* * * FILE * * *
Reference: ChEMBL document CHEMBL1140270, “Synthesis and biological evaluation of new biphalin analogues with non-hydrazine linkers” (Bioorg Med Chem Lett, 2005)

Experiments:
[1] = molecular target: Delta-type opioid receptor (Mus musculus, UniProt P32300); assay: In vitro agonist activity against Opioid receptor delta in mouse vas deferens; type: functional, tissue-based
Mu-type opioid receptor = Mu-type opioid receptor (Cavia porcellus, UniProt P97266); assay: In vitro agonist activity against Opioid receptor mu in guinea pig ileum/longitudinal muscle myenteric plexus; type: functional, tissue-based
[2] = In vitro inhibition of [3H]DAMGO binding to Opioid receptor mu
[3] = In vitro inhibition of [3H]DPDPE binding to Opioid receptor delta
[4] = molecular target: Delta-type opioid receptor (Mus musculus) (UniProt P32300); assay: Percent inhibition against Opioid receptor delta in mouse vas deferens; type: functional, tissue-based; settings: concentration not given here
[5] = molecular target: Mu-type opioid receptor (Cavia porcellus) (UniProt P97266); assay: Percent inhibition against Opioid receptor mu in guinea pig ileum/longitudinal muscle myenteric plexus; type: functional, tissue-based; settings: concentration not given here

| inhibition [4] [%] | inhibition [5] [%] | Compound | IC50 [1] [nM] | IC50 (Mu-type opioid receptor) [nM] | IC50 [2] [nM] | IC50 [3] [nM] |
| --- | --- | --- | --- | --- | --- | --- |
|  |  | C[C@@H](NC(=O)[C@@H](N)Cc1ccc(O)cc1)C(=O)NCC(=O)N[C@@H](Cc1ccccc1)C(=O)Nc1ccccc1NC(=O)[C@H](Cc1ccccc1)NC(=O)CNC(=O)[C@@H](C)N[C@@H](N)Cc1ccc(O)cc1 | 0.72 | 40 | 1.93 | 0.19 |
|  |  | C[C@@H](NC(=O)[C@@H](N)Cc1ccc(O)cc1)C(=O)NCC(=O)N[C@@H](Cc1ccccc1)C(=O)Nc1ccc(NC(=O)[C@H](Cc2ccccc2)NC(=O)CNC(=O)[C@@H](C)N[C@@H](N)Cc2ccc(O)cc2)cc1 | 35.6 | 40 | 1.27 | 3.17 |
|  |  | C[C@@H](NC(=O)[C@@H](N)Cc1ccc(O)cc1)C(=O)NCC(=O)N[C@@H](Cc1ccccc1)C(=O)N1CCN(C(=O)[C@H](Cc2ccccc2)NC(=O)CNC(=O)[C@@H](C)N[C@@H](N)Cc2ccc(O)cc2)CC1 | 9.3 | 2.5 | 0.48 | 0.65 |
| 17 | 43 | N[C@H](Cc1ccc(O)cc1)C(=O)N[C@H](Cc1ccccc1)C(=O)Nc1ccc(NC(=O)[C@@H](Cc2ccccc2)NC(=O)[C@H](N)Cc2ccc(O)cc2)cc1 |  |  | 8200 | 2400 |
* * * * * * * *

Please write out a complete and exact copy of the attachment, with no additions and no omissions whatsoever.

Reference: ChEMBL document CHEMBL1140270, “Synthesis and biological evaluation of new biphalin analogues with non-hydrazine linkers” (Bioorg Med Chem Lett, 2005)

Experiments:
[1] = molecular target: Delta-type opioid receptor (Mus musculus, UniProt P32300); assay: In vitro agonist activity against Opioid receptor delta in mouse vas deferens; type: functional, tissue-based
Mu-type opioid receptor = Mu-type opioid receptor (Cavia porcellus, UniProt P97266); assay: In vitro agonist activity against Opioid receptor mu in guinea pig ileum/longitudinal muscle myenteric plexus; type: functional, tissue-based
[2] = In vitro inhibition of [3H]DAMGO binding to Opioid receptor mu
[3] = In vitro inhibition of [3H]DPDPE binding to Opioid receptor delta
[4] = molecular target: Delta-type opioid receptor (Mus musculus) (UniProt P32300); assay: Percent inhibition against Opioid receptor delta in mouse vas deferens; type: functional, tissue-based; settings: concentration not given here
[5] = molecular target: Mu-type opioid receptor (Cavia porcellus) (UniProt P97266); assay: Percent inhibition against Opioid receptor mu in guinea pig ileum/longitudinal muscle myenteric plexus; type: functional, tissue-based; settings: concentration not given here

| inhibition [4] [%] | inhibition [5] [%] | Compound | IC50 [1] [nM] | IC50 (Mu-type opioid receptor) [nM] | IC50 [2] [nM] | IC50 [3] [nM] |
| --- | --- | --- | --- | --- | --- | --- |
|  |  | C[C@@H](NC(=O)[C@@H](N)Cc1ccc(O)cc1)C(=O)NCC(=O)N[C@@H](Cc1ccccc1)C(=O)Nc1ccccc1NC(=O)[C@H](Cc1ccccc1)NC(=O)CNC(=O)[C@@H](C)N[C@@H](N)Cc1ccc(O)cc1 | 0.72 | 40 | 1.93 | 0.19 |
|  |  | C[C@@H](NC(=O)[C@@H](N)Cc1ccc(O)cc1)C(=O)NCC(=O)N[C@@H](Cc1ccccc1)C(=O)Nc1ccc(NC(=O)[C@H](Cc2ccccc2)NC(=O)CNC(=O)[C@@H](C)N[C@@H](N)Cc2ccc(O)cc2)cc1 | 35.6 | 40 | 1.27 | 3.17 |
|  |  | C[C@@H](NC(=O)[C@@H](N)Cc1ccc(O)cc1)C(=O)NCC(=O)N[C@@H](Cc1ccccc1)C(=O)N1CCN(C(=O)[C@H](Cc2ccccc2)NC(=O)CNC(=O)[C@@H](C)N[C@@H](N)Cc2ccc(O)cc2)CC1 | 9.3 | 2.5 | 0.48 | 0.65 |
| 17 | 43 | N[C@H](Cc1ccc(O)cc1)C(=O)N[C@H](Cc1ccccc1)C(=O)Nc1ccc(NC(=O)[C@@H](Cc2ccccc2)NC(=O)[C@H](N)Cc2ccc(O)cc2)cc1 |  |  | 8200 | 2400 |